As part of your driving lessons, you could soon be taught to drive in adverse conditions such as at night and in the rain as well different locations including rural roads.

Unveiled this week, the new elements are part of government plans for driving lessons to be based on how pilots are taught to fly in all conditions so they have more experience from the get go.

The approach could also see the introduction of a logbook to demonstrate you have experienced the required number of conditions and locations during driving lessons before being allowed to take a test.

From learner driver to Tom CruiseNew driving lesson curriculums: Learner drivers to take a leaf from pilots’ training book

Testing times

Announcing the plans to the Commons’ Transport Select Committee this week, Transport minister Baroness Charlotte Vere said trials of the new system would begin in January, and offered more insight into how the new system would work:

“There will be various modules: one driving in adverse conditions, one driving after dark, one at high speed, and one of distracted driving. It should be a very organised and well-evidenced way of going through the entire undertaking of learning to drive, and it must focus on the areas people find most difficult.”

Vere also said that she had asked the Driving Instructors Association to develop the new curriculum.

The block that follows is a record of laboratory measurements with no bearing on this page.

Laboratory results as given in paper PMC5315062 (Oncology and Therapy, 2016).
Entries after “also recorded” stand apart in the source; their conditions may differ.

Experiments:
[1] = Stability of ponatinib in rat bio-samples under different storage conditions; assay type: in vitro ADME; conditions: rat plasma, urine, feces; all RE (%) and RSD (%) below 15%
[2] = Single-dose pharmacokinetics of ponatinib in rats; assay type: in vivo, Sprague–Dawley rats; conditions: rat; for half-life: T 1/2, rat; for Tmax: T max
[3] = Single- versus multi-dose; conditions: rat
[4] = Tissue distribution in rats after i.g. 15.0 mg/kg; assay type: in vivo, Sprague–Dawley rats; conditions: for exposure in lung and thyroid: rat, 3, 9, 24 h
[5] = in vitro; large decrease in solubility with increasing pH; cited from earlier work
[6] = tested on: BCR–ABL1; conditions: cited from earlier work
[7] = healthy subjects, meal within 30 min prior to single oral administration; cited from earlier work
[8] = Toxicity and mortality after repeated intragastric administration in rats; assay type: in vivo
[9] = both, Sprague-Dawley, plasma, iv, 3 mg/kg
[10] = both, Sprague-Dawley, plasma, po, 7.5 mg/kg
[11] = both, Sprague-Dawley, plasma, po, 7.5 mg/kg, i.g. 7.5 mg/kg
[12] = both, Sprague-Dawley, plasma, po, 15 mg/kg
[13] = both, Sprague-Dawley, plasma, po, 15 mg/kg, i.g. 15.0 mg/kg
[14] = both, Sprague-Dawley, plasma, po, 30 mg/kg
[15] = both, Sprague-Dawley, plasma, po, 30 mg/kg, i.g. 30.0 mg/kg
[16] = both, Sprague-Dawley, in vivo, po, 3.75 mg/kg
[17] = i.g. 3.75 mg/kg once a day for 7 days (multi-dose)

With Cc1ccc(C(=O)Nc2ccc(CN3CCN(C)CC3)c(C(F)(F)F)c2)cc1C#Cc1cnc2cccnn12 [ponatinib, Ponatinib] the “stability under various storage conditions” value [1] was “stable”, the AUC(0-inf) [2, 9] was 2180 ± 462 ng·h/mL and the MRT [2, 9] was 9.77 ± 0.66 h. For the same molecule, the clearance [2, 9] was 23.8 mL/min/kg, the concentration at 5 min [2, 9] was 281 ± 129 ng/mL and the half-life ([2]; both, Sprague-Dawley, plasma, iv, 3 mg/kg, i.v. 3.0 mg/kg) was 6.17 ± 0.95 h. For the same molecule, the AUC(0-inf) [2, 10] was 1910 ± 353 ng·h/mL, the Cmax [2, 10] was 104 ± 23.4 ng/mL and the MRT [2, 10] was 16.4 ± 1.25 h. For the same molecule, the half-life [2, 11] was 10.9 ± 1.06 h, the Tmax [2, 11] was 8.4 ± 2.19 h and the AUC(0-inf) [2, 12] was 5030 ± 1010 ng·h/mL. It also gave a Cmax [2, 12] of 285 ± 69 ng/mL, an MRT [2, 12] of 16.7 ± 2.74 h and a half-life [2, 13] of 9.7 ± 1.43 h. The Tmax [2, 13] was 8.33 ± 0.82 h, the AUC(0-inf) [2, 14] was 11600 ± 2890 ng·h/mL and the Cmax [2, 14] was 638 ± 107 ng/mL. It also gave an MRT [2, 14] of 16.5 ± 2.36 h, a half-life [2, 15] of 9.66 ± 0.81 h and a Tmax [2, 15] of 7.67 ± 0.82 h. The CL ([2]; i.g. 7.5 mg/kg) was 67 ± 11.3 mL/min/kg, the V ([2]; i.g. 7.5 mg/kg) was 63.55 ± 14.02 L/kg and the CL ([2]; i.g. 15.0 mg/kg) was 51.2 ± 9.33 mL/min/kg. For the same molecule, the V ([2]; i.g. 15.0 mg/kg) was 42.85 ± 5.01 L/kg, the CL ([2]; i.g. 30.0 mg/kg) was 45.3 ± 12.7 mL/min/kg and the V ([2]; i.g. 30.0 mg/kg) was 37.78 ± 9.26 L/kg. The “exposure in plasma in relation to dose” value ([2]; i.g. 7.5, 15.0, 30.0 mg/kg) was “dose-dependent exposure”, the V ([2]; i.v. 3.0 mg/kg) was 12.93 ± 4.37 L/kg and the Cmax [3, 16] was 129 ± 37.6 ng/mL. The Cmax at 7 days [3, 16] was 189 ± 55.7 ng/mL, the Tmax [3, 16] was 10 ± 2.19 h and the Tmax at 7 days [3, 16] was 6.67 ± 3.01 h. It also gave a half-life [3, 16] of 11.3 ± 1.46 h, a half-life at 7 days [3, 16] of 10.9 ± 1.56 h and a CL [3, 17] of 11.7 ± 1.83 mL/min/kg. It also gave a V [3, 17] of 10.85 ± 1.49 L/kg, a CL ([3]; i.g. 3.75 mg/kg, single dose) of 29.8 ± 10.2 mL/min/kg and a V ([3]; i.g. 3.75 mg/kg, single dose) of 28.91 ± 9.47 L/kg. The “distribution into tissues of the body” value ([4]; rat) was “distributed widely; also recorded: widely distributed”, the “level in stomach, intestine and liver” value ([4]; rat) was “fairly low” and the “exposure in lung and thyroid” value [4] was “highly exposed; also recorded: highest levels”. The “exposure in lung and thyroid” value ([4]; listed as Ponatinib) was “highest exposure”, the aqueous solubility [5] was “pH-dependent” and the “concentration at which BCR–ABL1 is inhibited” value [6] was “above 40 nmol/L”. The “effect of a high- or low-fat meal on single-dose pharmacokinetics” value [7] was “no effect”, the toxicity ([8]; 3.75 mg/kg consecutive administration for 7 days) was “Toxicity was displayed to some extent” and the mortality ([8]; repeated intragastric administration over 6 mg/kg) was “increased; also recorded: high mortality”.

GDL no more

As we revealed earlier this month, the government launched a consultation into transforming driver education to help drive down young driver accident rates – while motorists aged 25 and under only make up 7% of licence holders, they cause 16% of serious and fatal crashes.

One possible solution – graduated driving licences (GDL) – have now been officially junked. The system would have placed restrictions on what newly qualified drivers could do such as the number of passengers in their car at night.

However, ministers say GDLs would have harmed young people’s job prospects, which are, let’s be honest, tough enough thanks to the ongoing pandemic.

Age vs. experience

Some though have criticised the government for ruling out GDLs. For instance, the RAC Foundation’s head of research, Elizabeth Box, stated:

“Graduated licensing in various forms has been tried and tested in many countries across the world. Its effectiveness in cutting death and injury associated with young drivers is not in dispute. So, it is hard to understand why ministers would turn their back on its use here.”

However, others including Ian McIntosh, CEO of RED Driving School, have reacted more positively, arguing its experience, not age, that is a key factor in accident rates among young drivers:

“The new proposed driving lesson format supports RED’s view of helping drivers of all ages to develop their skills behind the wheel. Young people are often blamed for causing road traffic accidents, but in reality these are driven by a lack of experience rather than age.

“Ensuring all new drivers are comfortable driving in adverse conditions, such as wet weather, late at night or on rural roads can only help to build confidence and provide a realistic picture of what driving year-round entails.”

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